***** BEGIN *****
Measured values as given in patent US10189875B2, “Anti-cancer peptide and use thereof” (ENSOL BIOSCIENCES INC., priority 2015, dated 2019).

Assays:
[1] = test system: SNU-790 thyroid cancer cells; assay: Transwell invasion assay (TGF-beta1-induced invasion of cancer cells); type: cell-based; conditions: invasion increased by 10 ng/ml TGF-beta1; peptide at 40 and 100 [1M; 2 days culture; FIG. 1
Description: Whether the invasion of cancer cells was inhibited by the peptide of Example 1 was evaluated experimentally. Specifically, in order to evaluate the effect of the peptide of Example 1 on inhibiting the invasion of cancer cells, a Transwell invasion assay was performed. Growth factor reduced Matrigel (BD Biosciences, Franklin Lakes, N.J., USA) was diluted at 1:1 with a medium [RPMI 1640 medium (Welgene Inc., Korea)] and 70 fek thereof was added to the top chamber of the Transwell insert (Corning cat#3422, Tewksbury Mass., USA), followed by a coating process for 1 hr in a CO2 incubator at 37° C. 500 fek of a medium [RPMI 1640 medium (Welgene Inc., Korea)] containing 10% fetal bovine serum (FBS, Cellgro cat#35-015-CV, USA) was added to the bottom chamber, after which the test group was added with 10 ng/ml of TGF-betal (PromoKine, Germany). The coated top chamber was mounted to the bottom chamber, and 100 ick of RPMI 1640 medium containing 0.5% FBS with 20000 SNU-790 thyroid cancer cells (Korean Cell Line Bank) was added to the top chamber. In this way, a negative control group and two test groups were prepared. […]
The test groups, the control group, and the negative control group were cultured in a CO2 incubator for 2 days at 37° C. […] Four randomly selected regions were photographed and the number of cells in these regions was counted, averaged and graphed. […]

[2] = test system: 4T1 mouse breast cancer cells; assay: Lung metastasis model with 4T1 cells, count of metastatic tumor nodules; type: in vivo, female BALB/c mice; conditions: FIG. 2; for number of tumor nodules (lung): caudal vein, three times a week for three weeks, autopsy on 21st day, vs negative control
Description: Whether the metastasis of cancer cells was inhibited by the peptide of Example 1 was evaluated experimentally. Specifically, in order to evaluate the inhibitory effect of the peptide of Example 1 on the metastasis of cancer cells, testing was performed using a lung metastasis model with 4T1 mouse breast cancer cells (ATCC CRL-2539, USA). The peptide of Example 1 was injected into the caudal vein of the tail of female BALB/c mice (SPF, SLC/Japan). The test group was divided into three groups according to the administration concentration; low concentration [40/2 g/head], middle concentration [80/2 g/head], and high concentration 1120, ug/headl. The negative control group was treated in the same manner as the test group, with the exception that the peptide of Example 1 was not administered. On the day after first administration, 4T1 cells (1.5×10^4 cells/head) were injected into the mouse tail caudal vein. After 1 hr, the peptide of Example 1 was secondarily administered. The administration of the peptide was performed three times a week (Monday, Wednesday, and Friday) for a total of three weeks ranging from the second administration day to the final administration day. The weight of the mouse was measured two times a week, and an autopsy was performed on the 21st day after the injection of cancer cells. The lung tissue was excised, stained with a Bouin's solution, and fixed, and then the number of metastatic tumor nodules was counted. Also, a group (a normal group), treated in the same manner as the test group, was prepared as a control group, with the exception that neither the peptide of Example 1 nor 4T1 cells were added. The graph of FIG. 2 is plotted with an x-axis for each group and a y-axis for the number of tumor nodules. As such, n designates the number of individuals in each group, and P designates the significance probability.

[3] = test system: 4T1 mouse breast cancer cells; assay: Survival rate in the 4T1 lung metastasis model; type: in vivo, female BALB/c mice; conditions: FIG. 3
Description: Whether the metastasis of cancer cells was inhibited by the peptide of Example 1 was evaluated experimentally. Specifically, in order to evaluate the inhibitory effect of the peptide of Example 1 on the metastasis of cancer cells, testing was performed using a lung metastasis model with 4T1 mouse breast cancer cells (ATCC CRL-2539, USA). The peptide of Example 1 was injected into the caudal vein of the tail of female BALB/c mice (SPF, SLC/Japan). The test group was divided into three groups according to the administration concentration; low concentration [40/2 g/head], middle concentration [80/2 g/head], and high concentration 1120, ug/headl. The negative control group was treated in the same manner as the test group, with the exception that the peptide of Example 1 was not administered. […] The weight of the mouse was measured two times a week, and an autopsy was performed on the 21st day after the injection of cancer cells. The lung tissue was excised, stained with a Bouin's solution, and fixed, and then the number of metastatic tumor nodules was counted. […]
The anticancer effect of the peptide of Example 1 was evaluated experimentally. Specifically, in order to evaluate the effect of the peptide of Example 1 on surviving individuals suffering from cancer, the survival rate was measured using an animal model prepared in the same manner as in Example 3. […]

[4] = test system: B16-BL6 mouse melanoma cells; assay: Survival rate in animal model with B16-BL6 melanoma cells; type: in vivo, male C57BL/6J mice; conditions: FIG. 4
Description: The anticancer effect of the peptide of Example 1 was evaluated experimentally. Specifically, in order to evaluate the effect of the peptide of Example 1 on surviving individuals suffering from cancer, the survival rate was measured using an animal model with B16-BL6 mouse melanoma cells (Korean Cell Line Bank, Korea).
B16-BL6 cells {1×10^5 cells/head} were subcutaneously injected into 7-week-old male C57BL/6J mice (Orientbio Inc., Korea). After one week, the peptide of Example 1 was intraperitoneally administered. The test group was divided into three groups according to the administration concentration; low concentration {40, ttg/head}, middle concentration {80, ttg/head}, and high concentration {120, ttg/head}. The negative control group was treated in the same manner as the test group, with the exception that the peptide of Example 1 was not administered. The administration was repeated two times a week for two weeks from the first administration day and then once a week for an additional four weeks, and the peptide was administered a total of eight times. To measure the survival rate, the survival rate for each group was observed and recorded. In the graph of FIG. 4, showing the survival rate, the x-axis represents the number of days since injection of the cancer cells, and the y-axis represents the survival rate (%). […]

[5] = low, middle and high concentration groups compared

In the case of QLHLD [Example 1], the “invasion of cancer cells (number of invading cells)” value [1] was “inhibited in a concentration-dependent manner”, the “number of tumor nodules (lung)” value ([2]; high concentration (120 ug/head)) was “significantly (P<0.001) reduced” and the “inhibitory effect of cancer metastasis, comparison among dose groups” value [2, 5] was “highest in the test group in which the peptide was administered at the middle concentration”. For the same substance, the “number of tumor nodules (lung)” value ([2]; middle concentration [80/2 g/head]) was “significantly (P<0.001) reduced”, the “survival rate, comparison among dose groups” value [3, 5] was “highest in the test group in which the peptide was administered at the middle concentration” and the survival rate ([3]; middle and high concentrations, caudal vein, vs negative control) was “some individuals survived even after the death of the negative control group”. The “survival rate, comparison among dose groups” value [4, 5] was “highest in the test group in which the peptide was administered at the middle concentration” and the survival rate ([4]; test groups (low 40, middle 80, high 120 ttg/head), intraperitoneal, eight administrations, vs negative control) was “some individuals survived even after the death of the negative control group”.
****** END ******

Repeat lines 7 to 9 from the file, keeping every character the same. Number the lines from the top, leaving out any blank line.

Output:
Description: Whether the metastasis of cancer cells was inhibited by the peptide of Example 1 was evaluated experimentally. Specifically, in order to evaluate the inhibitory effect of the peptide of Example 1 on the metastasis of cancer cells, testing was performed using a lung metastasis model with 4T1 mouse breast cancer cells (ATCC CRL-2539, USA). The peptide of Example 1 was injected into the caudal vein of the tail of female BALB/c mice (SPF, SLC/Japan). The test group was divided into three groups according to the administration concentration; low concentration [40/2 g/head], middle concentration [80/2 g/head], and high concentration 1120, ug/headl. The negative control group was treated in the same manner as the test group, with the exception that the peptide of Example 1 was not administered. On the day after first administration, 4T1 cells (1.5×10^4 cells/head) were injected into the mouse tail caudal vein. After 1 hr, the peptide of Example 1 was secondarily administered. The administration of the peptide was performed three times a week (Monday, Wednesday, and Friday) for a total of three weeks ranging from the second administration day to the final administration day. The weight of the mouse was measured two times a week, and an autopsy was performed on the 21st day after the injection of cancer cells. The lung tissue was excised, stained with a Bouin's solution, and fixed, and then the number of metastatic tumor nodules was counted. Also, a group (a normal group), treated in the same manner as the test group, was prepared as a control group, with the exception that neither the peptide of Example 1 nor 4T1 cells were added. The graph of FIG. 2 is plotted with an x-axis for each group and a y-axis for the number of tumor nodules. As such, n designates the number of individuals in each group, and P designates the significance probability.

[3] = test system: 4T1 mouse breast cancer cells; assay: Survival rate in the 4T1 lung metastasis model; type: in vivo, female BALB/c mice; conditions: FIG. 3
Description: Whether the metastasis of cancer cells was inhibited by the peptide of Example 1 was evaluated experimentally. Specifically, in order to evaluate the inhibitory effect of the peptide of Example 1 on the metastasis of cancer cells, testing was performed using a lung metastasis model with 4T1 mouse breast cancer cells (ATCC CRL-2539, USA). The peptide of Example 1 was injected into the caudal vein of the tail of female BALB/c mice (SPF, SLC/Japan). The test group was divided into three groups according to the administration concentration; low concentration [40/2 g/head], middle concentration [80/2 g/head], and high concentration 1120, ug/headl. The negative control group was treated in the same manner as the test group, with the exception that the peptide of Example 1 was not administered. […] The weight of the mouse was measured two times a week, and an autopsy was performed on the 21st day after the injection of cancer cells. The lung tissue was excised, stained with a Bouin's solution, and fixed, and then the number of metastatic tumor nodules was counted. […]